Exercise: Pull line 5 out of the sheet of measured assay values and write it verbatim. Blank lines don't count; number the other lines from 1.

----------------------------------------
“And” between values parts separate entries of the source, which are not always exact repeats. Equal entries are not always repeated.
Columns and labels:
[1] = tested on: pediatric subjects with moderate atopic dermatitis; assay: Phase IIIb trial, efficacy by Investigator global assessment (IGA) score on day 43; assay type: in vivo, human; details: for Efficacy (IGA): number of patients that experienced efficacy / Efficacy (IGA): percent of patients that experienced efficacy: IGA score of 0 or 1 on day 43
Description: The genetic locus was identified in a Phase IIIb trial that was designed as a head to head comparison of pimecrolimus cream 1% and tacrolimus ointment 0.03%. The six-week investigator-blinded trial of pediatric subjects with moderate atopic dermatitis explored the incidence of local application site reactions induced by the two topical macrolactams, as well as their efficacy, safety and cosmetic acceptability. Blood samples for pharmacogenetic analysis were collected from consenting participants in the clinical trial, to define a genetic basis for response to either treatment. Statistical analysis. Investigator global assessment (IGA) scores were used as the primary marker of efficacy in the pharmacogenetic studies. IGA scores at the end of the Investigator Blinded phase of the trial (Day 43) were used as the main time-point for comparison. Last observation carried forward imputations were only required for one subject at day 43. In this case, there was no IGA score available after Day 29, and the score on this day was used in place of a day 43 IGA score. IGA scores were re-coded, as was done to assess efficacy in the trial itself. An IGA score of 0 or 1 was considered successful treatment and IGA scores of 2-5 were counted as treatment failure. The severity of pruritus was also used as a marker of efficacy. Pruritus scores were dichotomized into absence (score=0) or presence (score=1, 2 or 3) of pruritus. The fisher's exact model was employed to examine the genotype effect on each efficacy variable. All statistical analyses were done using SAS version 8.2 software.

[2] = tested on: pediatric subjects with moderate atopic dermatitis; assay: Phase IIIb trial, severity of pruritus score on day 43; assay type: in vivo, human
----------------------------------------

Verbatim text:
[2] = tested on: pediatric subjects with moderate atopic dermatitis; assay: Phase IIIb trial, severity of pruritus score on day 43; assay type: in vivo, human